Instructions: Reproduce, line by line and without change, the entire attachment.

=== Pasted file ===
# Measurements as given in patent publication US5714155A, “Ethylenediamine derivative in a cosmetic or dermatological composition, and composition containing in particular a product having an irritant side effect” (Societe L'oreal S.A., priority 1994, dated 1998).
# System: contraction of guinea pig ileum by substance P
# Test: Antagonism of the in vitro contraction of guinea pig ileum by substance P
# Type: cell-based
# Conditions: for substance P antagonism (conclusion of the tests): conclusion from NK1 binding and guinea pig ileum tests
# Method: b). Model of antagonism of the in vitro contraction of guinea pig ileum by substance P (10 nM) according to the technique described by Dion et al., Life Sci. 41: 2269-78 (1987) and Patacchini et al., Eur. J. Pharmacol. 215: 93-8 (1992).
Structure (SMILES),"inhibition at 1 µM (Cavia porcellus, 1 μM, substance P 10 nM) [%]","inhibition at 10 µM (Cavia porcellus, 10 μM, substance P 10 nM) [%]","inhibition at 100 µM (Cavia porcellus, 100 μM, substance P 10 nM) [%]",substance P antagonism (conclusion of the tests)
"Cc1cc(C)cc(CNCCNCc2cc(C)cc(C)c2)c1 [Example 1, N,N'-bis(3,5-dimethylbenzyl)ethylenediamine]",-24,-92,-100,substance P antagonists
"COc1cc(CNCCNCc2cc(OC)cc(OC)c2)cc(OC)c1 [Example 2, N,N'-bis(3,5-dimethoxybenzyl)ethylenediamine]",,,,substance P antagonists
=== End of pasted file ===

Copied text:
# Measurements as given in patent publication US5714155A, “Ethylenediamine derivative in a cosmetic or dermatological composition, and composition containing in particular a product having an irritant side effect” (Societe L'oreal S.A., priority 1994, dated 1998).
# System: contraction of guinea pig ileum by substance P
# Test: Antagonism of the in vitro contraction of guinea pig ileum by substance P
# Type: cell-based
# Conditions: for substance P antagonism (conclusion of the tests): conclusion from NK1 binding and guinea pig ileum tests
# Method: b). Model of antagonism of the in vitro contraction of guinea pig ileum by substance P (10 nM) according to the technique described by Dion et al., Life Sci. 41: 2269-78 (1987) and Patacchini et al., Eur. J. Pharmacol. 215: 93-8 (1992).
Structure (SMILES),"inhibition at 1 µM (Cavia porcellus, 1 μM, substance P 10 nM) [%]","inhibition at 10 µM (Cavia porcellus, 10 μM, substance P 10 nM) [%]","inhibition at 100 µM (Cavia porcellus, 100 μM, substance P 10 nM) [%]",substance P antagonism (conclusion of the tests)
"Cc1cc(C)cc(CNCCNCc2cc(C)cc(C)c2)c1 [Example 1, N,N'-bis(3,5-dimethylbenzyl)ethylenediamine]",-24,-92,-100,substance P antagonists
"COc1cc(CNCCNCc2cc(OC)cc(OC)c2)cc(OC)c1 [Example 2, N,N'-bis(3,5-dimethoxybenzyl)ethylenediamine]",,,,substance P antagonists